Market Wire - Bank of Canada Outpaces Fed with 100-Basis Point Hike, Loonie Jumps
The Bank of Canada lifted its benchmark rate to 2.5 percent in a single 100 basis-point move this morning, outrunning the Federal Reserve in tightening policy at the fastest pace since 1998. In the statement accompanying the decision, the central bank called inflation “higher and more persistent” than expected in April, with consumer prices likely to run at an 8 percent annualized rate in the “next few months”. Policymakers pointed to global factors like the war in Ukraine and supply chain disruptions as playing the biggest role, but also noted “domestic price pressures from excess demand are becoming more prominent”.
Fear of an unmooring in inflation expectations was evident throughout the release, with officials noting “surveys indicate more consumers and businesses are expecting inflation to be higher for longer, raising the risk that elevated inflation becomes entrenched in price- and wage-setting”, implying that “the economic cost of restoring price stability will be higher”.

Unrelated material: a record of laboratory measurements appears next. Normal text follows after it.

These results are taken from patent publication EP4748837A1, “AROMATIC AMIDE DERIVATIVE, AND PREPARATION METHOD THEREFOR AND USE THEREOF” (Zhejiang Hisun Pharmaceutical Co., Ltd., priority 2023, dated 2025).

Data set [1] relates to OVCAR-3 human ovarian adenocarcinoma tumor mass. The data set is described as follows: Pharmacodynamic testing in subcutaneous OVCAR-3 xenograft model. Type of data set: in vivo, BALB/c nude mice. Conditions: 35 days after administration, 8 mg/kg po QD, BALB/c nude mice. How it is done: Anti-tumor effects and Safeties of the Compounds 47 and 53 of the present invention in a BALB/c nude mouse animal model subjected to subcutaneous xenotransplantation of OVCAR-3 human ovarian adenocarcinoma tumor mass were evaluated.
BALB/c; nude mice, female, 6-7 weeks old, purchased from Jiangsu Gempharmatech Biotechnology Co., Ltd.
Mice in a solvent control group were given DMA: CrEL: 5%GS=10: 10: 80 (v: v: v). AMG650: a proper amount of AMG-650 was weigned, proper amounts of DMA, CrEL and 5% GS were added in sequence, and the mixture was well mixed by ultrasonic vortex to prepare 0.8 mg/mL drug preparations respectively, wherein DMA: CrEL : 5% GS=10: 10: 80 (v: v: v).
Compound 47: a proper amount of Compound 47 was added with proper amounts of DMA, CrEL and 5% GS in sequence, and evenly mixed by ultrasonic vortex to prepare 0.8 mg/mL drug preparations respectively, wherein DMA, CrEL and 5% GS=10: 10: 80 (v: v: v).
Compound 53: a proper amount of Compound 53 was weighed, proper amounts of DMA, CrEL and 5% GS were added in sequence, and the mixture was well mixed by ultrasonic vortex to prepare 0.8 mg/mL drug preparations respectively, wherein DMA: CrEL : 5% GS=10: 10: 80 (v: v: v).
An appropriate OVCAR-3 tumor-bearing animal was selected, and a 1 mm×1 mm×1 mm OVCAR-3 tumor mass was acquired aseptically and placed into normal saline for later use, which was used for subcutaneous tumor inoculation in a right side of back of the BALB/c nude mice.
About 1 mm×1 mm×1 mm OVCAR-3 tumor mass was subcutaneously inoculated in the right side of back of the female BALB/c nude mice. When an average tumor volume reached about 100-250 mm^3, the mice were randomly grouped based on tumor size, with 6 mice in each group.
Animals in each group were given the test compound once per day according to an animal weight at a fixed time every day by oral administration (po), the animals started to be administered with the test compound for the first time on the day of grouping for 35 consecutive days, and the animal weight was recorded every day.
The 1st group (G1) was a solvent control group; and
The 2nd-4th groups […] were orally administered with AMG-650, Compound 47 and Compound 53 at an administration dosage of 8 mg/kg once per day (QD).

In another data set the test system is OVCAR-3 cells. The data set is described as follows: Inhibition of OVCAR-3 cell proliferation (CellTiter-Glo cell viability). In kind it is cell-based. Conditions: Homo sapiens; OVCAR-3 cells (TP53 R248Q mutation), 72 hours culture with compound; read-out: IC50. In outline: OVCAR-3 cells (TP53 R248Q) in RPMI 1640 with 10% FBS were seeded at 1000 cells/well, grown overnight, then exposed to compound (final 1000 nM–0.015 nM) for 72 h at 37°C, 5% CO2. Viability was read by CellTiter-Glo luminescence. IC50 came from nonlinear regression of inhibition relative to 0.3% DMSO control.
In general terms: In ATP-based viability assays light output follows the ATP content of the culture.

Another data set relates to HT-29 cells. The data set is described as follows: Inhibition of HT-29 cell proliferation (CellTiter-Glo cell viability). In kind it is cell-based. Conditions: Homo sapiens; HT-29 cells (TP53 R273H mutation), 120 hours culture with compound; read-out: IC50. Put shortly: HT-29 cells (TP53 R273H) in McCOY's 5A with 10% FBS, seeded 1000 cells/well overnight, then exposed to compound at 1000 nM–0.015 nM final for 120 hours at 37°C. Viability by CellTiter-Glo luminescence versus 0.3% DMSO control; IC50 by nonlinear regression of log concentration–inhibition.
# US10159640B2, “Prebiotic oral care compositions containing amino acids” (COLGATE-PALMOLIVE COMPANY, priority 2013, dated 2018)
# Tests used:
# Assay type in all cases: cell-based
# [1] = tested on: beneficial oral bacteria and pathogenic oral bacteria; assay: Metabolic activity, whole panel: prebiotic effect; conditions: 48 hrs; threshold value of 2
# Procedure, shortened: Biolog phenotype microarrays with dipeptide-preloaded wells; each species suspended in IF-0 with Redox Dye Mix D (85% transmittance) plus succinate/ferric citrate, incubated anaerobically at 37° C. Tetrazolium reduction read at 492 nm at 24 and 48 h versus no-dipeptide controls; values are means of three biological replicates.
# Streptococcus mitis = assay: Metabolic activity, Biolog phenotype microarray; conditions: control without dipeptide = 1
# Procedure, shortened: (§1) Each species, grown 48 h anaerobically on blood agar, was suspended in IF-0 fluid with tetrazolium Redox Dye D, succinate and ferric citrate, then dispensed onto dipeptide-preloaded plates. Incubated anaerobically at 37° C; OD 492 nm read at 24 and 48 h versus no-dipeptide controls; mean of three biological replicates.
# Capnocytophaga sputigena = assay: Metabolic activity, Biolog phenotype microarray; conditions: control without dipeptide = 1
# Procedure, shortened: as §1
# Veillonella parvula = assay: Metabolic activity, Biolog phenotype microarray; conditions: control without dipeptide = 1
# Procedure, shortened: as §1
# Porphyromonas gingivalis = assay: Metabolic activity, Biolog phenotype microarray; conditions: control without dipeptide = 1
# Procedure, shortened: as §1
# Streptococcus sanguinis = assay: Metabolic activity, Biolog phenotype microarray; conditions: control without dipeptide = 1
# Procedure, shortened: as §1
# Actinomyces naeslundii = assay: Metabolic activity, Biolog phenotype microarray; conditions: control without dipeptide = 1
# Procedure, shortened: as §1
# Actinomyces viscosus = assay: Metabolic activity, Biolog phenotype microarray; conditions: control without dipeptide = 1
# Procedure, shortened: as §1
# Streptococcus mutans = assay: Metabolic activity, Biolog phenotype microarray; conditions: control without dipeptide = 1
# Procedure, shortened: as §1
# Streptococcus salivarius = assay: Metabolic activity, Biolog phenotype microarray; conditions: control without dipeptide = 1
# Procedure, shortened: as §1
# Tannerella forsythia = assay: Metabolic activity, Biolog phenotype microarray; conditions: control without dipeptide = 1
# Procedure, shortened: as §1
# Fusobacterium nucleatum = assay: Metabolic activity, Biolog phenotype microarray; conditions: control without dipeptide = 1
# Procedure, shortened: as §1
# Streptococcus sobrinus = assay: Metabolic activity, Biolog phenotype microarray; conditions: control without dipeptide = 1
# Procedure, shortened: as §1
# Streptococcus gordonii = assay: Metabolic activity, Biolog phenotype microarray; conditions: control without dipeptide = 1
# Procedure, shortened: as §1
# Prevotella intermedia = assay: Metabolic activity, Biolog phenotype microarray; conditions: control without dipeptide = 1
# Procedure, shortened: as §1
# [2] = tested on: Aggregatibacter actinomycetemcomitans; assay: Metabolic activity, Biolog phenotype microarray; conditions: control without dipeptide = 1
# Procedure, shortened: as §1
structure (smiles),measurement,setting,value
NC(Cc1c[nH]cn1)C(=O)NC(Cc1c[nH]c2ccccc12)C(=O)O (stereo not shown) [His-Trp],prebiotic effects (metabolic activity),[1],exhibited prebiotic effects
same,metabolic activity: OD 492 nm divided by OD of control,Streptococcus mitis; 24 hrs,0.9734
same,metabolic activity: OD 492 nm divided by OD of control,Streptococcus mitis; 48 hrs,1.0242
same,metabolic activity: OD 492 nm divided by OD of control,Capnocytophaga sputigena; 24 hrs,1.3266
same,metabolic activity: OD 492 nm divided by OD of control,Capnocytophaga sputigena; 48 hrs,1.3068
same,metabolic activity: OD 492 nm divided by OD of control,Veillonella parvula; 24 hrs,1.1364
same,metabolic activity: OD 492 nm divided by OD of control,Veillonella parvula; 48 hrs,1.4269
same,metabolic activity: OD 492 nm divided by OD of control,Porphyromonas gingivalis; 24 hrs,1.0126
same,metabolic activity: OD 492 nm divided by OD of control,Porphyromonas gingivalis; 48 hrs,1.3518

Although the statement suggested the Bank sought to “front-load” rate increases, policymakers also signalled more tightening to come, again including a sentence saying “interest rates will need to rise further”. Markets expect the Bank to hike by another 50 basis points in September, with back-to-back moves coming at meetings through the rest of the year as policymakers work to bring rates closer to neutral territory.
As expected, the Bank raised inflation forecasts and lowered growth expectations. According to the accompanying Monetary Policy Report, price growth is expected to hit 7.5 percent this year - up from 4.5 percent in the prior projection - before slipping to 3.2 percent in 2023. Growth is seen slowing sharply, from 3.5 percent in 2022 to 1.75 percent next year.
The Canadian dollar shot upward in the minutes after the decision. Most traders were looking for a more dovish 75 basis point hike, but currency markets are also responding to a sharp rise in US rate expectations after this morning’s much hotter-than-anticipated inflation report drove a surge in short-term yields. Markets are currently putting 55 percent odds on a 75 basis-point move at the Fed’s July meeting, and 45 percent odds on a 100-point hike.
We suspect today’s Bank of Canada decision will serve to anchor US and global expectations even higher, partially nullifying the impact on the Canadian dollar exchange rate.